In June of that year, Dan joined 2nd Opportunity as executive director and helped to refine the company’s mission: to empower those experiencing incarceration, addiction, trauma, loss, and other life-changing circumstances to break the chains of the past and build a positive new future. While Dan worked on building the business, Augie expanded and refined the program offerings. Soon he was sharing 2nd Opportunity’s programs five days a week in jails and prisons, substance abuse recovery centers, halfway houses, probation departments, workforce development organizations, and with at-risk youth groups.
Augie also constructed a model called “Collaboration for Social Benefit” that provides life-skills training, facilitates specific career training, and refers individuals to meaningful jobs at a living wage.
As demand for the programming grew, the two-man band began to add new members. In addition to bringing on an outreach coordinator and communications director, Augie strategically recruited other men and women with lived experience who had overcome their past and made incredible contributions to society through advocacy, re-entry work, and criminal justice reform since their release. He invited them to bring their experience and passion to 2nd Opportunity as fellow thought leaders and program presenters.
Technology helped the company evolve further. Today, we offer four methods of delivery for our programs — in person, via WebEx or Zoom, online, and via tablet — allowing our team of presenters to meet our audience where they are and bring the greatest value and impact to program participants.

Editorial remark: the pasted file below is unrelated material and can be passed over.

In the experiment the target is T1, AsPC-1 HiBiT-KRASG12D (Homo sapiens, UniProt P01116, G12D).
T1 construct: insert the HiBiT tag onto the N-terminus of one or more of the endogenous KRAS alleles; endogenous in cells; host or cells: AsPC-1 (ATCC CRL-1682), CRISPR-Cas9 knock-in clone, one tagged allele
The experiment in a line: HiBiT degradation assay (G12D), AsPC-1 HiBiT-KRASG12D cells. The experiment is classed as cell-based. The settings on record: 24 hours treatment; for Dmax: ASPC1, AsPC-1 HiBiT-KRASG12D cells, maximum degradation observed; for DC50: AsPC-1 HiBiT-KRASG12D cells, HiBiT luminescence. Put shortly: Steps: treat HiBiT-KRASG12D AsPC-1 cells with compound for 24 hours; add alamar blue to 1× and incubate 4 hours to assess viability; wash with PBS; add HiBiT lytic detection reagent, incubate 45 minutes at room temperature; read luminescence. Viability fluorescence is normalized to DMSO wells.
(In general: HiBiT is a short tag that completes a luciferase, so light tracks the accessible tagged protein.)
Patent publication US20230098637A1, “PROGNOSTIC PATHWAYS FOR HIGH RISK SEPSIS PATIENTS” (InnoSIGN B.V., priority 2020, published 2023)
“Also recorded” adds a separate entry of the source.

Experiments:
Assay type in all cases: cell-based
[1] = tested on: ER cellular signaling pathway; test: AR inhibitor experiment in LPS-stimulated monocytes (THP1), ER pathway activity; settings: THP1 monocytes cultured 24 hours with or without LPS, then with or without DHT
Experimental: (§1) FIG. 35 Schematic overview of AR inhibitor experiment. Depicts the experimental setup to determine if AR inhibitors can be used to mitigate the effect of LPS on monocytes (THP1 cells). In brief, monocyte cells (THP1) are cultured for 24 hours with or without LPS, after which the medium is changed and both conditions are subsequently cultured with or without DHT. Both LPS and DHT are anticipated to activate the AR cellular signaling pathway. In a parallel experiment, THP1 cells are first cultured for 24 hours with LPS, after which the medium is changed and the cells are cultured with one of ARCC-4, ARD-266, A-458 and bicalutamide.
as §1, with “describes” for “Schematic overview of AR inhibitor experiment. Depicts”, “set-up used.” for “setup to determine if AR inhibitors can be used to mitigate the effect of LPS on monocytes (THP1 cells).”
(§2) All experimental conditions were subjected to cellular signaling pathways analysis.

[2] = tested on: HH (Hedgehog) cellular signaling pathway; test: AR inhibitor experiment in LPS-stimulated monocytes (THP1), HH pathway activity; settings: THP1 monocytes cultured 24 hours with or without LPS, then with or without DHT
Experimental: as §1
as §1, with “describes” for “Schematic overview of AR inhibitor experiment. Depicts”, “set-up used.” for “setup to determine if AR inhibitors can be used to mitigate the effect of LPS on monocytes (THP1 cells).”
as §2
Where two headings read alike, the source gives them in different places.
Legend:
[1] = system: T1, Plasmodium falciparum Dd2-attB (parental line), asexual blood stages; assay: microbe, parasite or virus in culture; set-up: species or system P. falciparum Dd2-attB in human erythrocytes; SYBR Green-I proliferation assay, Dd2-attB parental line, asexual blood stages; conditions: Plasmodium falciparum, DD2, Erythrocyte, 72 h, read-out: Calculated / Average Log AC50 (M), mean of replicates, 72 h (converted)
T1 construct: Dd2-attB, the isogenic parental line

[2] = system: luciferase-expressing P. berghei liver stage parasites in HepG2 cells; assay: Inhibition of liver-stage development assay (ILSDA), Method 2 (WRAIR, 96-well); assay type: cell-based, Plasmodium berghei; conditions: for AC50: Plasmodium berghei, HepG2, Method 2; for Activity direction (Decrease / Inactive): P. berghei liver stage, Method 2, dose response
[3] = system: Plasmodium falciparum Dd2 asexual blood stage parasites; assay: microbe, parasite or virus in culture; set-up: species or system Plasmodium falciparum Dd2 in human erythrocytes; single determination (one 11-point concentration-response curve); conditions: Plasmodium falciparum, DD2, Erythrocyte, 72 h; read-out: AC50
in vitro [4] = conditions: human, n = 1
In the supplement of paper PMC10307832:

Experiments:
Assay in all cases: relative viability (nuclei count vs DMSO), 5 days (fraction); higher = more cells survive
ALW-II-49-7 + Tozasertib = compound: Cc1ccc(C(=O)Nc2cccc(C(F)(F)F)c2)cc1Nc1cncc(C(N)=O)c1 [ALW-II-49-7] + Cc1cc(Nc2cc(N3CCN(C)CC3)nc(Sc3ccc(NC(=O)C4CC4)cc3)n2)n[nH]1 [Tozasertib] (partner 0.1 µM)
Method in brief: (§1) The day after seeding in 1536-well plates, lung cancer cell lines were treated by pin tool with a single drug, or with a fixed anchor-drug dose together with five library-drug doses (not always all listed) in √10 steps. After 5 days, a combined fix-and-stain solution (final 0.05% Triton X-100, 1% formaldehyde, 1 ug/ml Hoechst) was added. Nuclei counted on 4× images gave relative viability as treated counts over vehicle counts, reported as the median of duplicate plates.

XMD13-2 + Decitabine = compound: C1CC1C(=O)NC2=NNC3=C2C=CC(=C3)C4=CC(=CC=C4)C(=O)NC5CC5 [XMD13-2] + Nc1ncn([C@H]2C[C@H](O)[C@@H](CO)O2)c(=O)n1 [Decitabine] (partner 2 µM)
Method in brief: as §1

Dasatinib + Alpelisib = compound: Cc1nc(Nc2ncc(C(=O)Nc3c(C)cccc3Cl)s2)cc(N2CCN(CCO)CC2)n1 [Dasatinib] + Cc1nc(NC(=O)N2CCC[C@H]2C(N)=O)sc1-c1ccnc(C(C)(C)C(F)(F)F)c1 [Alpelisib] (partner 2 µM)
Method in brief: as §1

As we move into this next chapter of our journey, we’re humbled and energized by the work ahead of us. With so many people still struggling to get traction in life after incarceration, addiction, trauma, or loss – both in our own backyard and across the country – we’re committed to continuing to leverage technology to expand our reach within Illinois and beyond.
Every member of our team knows what it’s like to face crushing setbacks and come out on the other side. Now we’re reaching back to give others hope – with a plan.
2nd Opportunity’s transformational programs were custom-designed based on a combination of research and lived experience and are taught by mentors who have walked in the same shoes as our audience. Our programs are delivered live – either in person or virtually – to groups of varying sizes over multiple sessions, as well as online and via tablet. Our three primary programs are available in both English and Spanish.
Since we know firsthand that people need access to resources and support in order to successfully rebound from life’s falls, 2nd Opportunity also provides a comprehensive support and referral network to help them as they start and continue down their new path.
Recognizing that people who are restarting their lives are often financially challenged, we developed a sponsorship program that makes it possible for even more individuals to access our transformative programs and follow-up services. Those who want to help can sponsor one or more program participants to enroll in our computer-based courses and access our job and housing referral network, virtual peer support groups, and one-on-one mentoring.
Our programs give people the skill sets and tools they need to move forward with dignity and purpose, while also becoming productive, self-sufficient members of society. When you become a 2nd Opportunity sponsor, your money will directly help recipients find hope for a better future – and give them a plan to get there.